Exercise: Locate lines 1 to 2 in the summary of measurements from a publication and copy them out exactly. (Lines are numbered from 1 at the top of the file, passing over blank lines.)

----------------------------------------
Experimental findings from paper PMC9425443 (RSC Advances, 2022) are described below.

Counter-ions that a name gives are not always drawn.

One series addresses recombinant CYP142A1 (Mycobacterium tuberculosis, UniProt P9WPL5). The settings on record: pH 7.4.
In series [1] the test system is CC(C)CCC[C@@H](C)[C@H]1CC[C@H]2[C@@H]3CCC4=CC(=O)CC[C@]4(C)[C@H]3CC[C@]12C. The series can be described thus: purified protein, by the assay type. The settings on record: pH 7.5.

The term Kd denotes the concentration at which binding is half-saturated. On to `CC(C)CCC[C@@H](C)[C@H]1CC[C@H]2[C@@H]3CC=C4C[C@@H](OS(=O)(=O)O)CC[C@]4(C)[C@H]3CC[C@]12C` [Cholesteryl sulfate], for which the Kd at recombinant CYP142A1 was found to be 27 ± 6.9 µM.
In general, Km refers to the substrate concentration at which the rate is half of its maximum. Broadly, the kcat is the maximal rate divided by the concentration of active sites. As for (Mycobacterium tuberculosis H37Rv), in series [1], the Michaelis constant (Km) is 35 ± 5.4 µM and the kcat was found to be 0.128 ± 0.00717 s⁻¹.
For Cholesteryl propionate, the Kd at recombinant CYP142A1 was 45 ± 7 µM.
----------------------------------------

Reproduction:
Experimental findings from paper PMC9425443 (RSC Advances, 2022) are described below.

Counter-ions that a name gives are not always drawn.